The use of a bionic hand using a non invasive interface is a project aimed at restoring motor function and limited sensory information to a patient who has lost a hand or an arm. The use of an easy to use interface that gives the user control with their functioning hand simplifies daily activities that would otherwise be more difficult. Signal extraction can be acquired from the control unit using magnetic Hall Effect sensors which then act as a 2-bit binary positional system for the output of the bionic hand. Electronic circuitry must be developed to safely transmit control signals to hardware and also send appropriate output pulses to drive the mechanical system. In addition a microcontroller must be programmed for the logical control of the output with respect to the control signals and feedback from pressure sensors on the bionic hand. Important theoretical developments are discussed with a design strategy on implementing the solution. Input regulation is developed to isolate the control signals from the microcontroller to protect the user and the equipment of any possible damage. Logical programming is done on the microcontroller via C to receive inputs and act as a 2-to-4 decoder for output paths, with appropriate output pulses to the motors. In addition the programming is able to receive feedback from the hand in the form or pressure sensors that alert the user when objects are grasped and firmly held. This report concludes with a critical analysis of the results obtained and future recommendations on delivering a more accurate project.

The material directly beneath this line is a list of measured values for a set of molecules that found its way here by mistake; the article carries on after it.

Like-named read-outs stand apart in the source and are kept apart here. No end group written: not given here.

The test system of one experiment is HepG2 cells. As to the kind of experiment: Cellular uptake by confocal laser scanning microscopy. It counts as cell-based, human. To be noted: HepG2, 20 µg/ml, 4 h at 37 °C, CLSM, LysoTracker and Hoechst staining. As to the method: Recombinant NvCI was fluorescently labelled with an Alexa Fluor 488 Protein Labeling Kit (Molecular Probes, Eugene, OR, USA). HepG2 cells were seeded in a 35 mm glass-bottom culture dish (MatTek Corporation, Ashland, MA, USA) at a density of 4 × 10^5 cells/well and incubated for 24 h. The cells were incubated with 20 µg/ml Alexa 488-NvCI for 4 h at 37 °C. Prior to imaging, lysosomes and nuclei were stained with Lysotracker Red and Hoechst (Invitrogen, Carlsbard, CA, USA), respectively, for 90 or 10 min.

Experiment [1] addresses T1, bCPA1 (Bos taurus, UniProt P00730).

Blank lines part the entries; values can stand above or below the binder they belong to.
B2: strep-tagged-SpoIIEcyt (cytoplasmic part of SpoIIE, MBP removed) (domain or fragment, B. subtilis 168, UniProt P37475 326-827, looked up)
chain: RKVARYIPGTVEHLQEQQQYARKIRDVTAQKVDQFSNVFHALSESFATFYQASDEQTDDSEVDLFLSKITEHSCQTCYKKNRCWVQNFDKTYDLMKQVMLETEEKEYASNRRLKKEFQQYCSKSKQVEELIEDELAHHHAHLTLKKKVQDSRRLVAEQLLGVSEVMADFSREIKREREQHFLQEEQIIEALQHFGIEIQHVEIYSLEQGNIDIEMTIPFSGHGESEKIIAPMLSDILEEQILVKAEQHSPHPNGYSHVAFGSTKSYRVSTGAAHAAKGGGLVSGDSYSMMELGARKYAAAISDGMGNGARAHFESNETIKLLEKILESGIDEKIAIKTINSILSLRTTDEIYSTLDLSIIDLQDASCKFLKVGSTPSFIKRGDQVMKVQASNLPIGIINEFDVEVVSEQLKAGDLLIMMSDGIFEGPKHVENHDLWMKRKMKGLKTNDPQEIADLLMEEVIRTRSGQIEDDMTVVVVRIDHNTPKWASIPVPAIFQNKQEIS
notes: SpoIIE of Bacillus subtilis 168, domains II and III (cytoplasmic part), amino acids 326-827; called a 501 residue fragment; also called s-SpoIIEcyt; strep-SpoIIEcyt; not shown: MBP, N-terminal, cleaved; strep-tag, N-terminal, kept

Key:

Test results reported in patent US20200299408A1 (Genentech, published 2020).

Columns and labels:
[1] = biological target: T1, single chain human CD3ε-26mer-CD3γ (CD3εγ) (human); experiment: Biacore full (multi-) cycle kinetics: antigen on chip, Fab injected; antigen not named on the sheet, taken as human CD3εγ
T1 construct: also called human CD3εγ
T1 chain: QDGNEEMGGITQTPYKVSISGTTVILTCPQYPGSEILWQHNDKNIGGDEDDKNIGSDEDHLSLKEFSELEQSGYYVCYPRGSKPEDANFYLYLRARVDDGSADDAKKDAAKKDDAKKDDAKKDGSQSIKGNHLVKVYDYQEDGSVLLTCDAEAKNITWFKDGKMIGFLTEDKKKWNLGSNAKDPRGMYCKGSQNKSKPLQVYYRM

McNabb, Evan, "Design of a Bionic Hand Using Non Invasive Interface" (2009). EE 4BI6 Electrical Engineering Biomedical Capstones. Paper 11.